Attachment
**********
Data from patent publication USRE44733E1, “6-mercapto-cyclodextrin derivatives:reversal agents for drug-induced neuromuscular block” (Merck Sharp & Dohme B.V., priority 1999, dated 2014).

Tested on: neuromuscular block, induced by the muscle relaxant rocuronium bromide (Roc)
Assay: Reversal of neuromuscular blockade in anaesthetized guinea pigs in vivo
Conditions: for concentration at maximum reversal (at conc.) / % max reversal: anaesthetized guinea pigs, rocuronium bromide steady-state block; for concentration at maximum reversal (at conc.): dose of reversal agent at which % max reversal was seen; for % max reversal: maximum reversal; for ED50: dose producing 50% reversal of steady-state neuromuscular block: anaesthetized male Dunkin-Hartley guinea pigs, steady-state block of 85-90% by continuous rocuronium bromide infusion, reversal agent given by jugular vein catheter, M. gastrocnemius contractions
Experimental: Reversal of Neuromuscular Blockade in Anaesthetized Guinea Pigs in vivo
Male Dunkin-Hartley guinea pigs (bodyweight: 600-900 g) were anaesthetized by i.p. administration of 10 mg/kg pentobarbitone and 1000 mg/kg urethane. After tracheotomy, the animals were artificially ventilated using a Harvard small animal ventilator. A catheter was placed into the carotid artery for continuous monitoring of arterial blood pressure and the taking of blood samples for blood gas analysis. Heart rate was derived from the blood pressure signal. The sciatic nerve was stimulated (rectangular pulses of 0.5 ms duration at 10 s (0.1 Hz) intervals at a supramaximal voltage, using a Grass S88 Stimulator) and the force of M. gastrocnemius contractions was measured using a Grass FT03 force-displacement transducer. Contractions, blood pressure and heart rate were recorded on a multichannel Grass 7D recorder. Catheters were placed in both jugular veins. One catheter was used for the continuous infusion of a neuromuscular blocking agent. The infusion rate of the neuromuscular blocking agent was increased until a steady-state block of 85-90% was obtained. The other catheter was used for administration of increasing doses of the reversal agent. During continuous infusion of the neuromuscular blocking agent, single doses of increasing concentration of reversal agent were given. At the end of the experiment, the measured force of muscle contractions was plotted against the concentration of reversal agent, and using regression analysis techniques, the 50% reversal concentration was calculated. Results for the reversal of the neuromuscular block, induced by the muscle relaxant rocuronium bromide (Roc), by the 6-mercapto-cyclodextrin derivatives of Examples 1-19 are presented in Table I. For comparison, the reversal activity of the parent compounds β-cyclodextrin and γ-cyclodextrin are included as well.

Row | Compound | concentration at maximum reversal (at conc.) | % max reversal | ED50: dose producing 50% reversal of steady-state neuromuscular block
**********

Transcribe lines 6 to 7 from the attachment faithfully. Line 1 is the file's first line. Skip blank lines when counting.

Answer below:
Male Dunkin-Hartley guinea pigs (bodyweight: 600-900 g) were anaesthetized by i.p. administration of 10 mg/kg pentobarbitone and 1000 mg/kg urethane. After tracheotomy, the animals were artificially ventilated using a Harvard small animal ventilator. A catheter was placed into the carotid artery for continuous monitoring of arterial blood pressure and the taking of blood samples for blood gas analysis. Heart rate was derived from the blood pressure signal. The sciatic nerve was stimulated (rectangular pulses of 0.5 ms duration at 10 s (0.1 Hz) intervals at a supramaximal voltage, using a Grass S88 Stimulator) and the force of M. gastrocnemius contractions was measured using a Grass FT03 force-displacement transducer. Contractions, blood pressure and heart rate were recorded on a multichannel Grass 7D recorder. Catheters were placed in both jugular veins. One catheter was used for the continuous infusion of a neuromuscular blocking agent. The infusion rate of the neuromuscular blocking agent was increased until a steady-state block of 85-90% was obtained. The other catheter was used for administration of increasing doses of the reversal agent. During continuous infusion of the neuromuscular blocking agent, single doses of increasing concentration of reversal agent were given. At the end of the experiment, the measured force of muscle contractions was plotted against the concentration of reversal agent, and using regression analysis techniques, the 50% reversal concentration was calculated. Results for the reversal of the neuromuscular block, induced by the muscle relaxant rocuronium bromide (Roc), by the 6-mercapto-cyclodextrin derivatives of Examples 1-19 are presented in Table I. For comparison, the reversal activity of the parent compounds β-cyclodextrin and γ-cyclodextrin are included as well.

Row | Compound | concentration at maximum reversal (at conc.) | % max reversal | ED50: dose producing 50% reversal of steady-state neuromuscular block